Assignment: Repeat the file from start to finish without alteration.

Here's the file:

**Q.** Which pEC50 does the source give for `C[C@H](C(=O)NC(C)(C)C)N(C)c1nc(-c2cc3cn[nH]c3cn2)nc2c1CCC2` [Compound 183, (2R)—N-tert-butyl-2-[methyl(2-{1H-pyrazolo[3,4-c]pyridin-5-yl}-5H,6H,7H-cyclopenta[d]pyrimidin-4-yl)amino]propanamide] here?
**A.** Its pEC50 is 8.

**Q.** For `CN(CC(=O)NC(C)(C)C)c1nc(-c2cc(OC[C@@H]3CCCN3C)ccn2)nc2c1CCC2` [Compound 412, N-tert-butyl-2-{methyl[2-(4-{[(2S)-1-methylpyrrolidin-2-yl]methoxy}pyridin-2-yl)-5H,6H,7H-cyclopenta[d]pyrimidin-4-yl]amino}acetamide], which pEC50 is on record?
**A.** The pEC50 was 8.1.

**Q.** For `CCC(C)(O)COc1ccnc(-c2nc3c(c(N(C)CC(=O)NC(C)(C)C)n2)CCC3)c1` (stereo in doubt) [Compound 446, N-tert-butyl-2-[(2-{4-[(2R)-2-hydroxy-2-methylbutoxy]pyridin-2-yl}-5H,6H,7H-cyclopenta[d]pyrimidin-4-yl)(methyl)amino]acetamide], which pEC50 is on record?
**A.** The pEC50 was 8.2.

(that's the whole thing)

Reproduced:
**Q.** Which pEC50 does the source give for `C[C@H](C(=O)NC(C)(C)C)N(C)c1nc(-c2cc3cn[nH]c3cn2)nc2c1CCC2` [Compound 183, (2R)—N-tert-butyl-2-[methyl(2-{1H-pyrazolo[3,4-c]pyridin-5-yl}-5H,6H,7H-cyclopenta[d]pyrimidin-4-yl)amino]propanamide] here?
**A.** Its pEC50 is 8.

**Q.** For `CN(CC(=O)NC(C)(C)C)c1nc(-c2cc(OC[C@@H]3CCCN3C)ccn2)nc2c1CCC2` [Compound 412, N-tert-butyl-2-{methyl[2-(4-{[(2S)-1-methylpyrrolidin-2-yl]methoxy}pyridin-2-yl)-5H,6H,7H-cyclopenta[d]pyrimidin-4-yl]amino}acetamide], which pEC50 is on record?
**A.** The pEC50 was 8.1.

**Q.** For `CCC(C)(O)COc1ccnc(-c2nc3c(c(N(C)CC(=O)NC(C)(C)C)n2)CCC3)c1` (stereo in doubt) [Compound 446, N-tert-butyl-2-[(2-{4-[(2R)-2-hydroxy-2-methylbutoxy]pyridin-2-yl}-5H,6H,7H-cyclopenta[d]pyrimidin-4-yl)(methyl)amino]acetamide], which pEC50 is on record?
**A.** The pEC50 was 8.2.